Please don’t mistake this for a national “fill out a form” day.  This is not the message!  It is about appreciating the significance of talking to loved ones about health care scenarios and making preferences known.  The end result of this process is the documentation.

You can begin the process by asking yourself: “what kind of health care do I want if I have suffered a life-threatening traumatic injury, accident or face an illness that may be terminal or is likely to impair my ability to decide for myself?  These are not “unthinkable” scenarios, they happen every day whether we are aware of them or not.  While we cannot control many of the circumstances leading up to the illness or injury (when it is often too late to have the conversation), we can choose to make deliberate and informed choices about health care, and this will make it much easier for our loved ones to take care of us, instead of worrying about “what we would have wanted.”  A great form that is readily available to assist in thinking about these questions, scenarios, preferences and values is available from the University of New Mexico in pdf form.     This form is long but it is thorough and likely to cover situations that we otherwise wouldn’t consider.  Many of us use our personal experience as a reference point (“don’t let me end up like great-Grandma Jones who was kept alive for seven months . . . !”), but that should just be the starting point for the conversation.

How do I get started?

  1. Educate yourself – take a look at the Colorado Bar Association’s pamphlet about Advance Medical Directives.
  2. Think about what is important to you by using a tool like the Values History form or the American Bar Association’s Toolkit for Health Care Advance Planning
  3. If you have special concerns relating to your decisions, or need help getting family or loved ones involved in the process – get assistance!
  4. Pick a person (an agent or proxy) on whom you can rely to be your health care agent and make sure that any questions you have about how this arrangement works are addressed by legal and/or medical professionals.  Some basic questions about the difference between a financial and a health care power of attorney are answered in the Colorado Bar Association’s Senior Law Handbook   where you can also find good information about hospice and palliative care.
  5. When you have identified what you want, communicated with others and discussed your preferences, you will want to ensure that these will be carried out – so don’t forget the last step of making the documents!  Each state has its own unique laws, so while you may think that  a “one-size-fits-all” form you find is great, you may want to be sure that it will work in the way you want it to – so check with an attorney who focuses on elder law and these types of issues.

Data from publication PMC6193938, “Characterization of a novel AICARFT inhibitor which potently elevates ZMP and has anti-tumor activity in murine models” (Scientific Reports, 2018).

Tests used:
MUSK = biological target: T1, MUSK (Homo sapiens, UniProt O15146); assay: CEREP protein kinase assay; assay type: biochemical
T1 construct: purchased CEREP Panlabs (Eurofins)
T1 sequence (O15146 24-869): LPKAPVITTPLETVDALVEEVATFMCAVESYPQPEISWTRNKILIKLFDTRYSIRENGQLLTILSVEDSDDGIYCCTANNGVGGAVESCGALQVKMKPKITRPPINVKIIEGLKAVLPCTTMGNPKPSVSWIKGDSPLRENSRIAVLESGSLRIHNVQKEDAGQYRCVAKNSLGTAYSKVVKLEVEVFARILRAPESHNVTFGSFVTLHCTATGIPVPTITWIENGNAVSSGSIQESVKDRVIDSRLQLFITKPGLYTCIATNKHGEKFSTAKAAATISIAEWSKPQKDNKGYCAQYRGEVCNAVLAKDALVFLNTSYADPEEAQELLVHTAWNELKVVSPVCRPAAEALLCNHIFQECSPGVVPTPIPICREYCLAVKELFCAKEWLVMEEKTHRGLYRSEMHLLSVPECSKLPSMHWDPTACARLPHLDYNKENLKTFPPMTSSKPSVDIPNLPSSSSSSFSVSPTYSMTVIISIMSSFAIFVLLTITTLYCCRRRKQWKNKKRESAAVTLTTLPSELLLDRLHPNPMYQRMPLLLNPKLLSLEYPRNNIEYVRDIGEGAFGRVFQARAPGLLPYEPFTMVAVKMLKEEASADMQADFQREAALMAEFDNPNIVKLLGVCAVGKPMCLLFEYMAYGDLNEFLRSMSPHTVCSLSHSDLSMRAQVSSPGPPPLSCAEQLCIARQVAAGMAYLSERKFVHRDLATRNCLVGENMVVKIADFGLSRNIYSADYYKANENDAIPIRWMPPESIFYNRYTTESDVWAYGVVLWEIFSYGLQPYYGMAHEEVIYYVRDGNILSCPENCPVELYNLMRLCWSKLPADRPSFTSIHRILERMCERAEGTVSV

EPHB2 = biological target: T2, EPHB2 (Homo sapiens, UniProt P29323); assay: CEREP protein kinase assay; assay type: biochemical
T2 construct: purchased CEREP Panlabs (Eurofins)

Difficult Conversations About End of Life – DNR vs. Health Care Power of Attorney

What many people don’t want to consider – is the prospect of when a person’s DNR/DNI (do not resuscitate/do not intubate) directions may come into conflict with what an agent under a health care power of attorney decides. When a surrogate overrides the patient’s stated wishes (for example, where the children’s interests in “saying goodbye” override a mother’s DNR wishes) Check out this very powerful video of two daughters recounting the difficult decisions they made regarding their mother’s health care.

This video highlights the slippery slope of medical intervention and not knowing when the intervention will end and a daughter’s grief about going against her mother’s wishes.  She poignantly describes her mother’s searching eyes which seemed to ask “why are you doing this to me?”  This is an excellent reminder for all of us, especially those who work with older people who are facing health challenges: have the conversation with your kids or other surrogate decision makers and make your wishes explicit!  It is also useful to note the ongoing need for what the medical document known as a DNR means –it doesn’t mean “no medical care” – it means do not resuscitate.

Between the short periods of time a doctor may spend (if any time is spent at all) explaining to an older person or one who has a medical condition or disease which would make a DNR, and the reluctance that most people have to talk to their loved ones about these difficult situation, these conversations are hard, but worth the effort according to all the people I’ve spoken to about it.  I always encourage my clients, and sometimes also participate in family meetings around this issue of facilitating a specific conversation about identifying a older adult’s wishes, talking about particular scenarios and using specifics where appropriate to illustrate how wishes might be carried out.

Daughter who decided, when asked by the doctor whether she would give permission to put her mother on ventilator decided that she would have done things differently and would have declined intubation.  Daughters could see the pain their mother went through and finally asked mother to respond by blinking to their question “do you want to be taken off the ventilator?”  Very powerful video I strongly recommend.  This is why I think it is important to take time with clients, who are willing and interested in getting real about the difficult end-of-life choice, to discuss with them and often with their adult children the difficult but inevitable prospect of “letting go.”

Along similar lines is an article by Sally Mauk in The Missoulian entitled “Doctor Says Advances Prolong Life, Make Dying Harder,”   The article pinpoints several of the difficult facts that we baby boomers must face in light of the experience of many of our parents’ deaths as well as medical and economic realities that have dramatically changed in recent years.  Mauk’s article is primarily about Dr. Ira Byock, a past president of the American Academy of Hospice and Palliative Medicine.  Byock’s website is www.dyingwell.org and his book Dying Well, published by Riverhead in 1997, is on my office bookshelf, and his newest book “The Best Care Possible: A Physician’s Quest to Transform Care Through the End of Life,”  is a book I’ll be reading soon.  It is best to take the time to start thinking about these issues so that a conversation with loved ones will be more likely and probably less stressful – start with your doctor and don’t forget to consider how the medical and legal documents can work together to support your goals.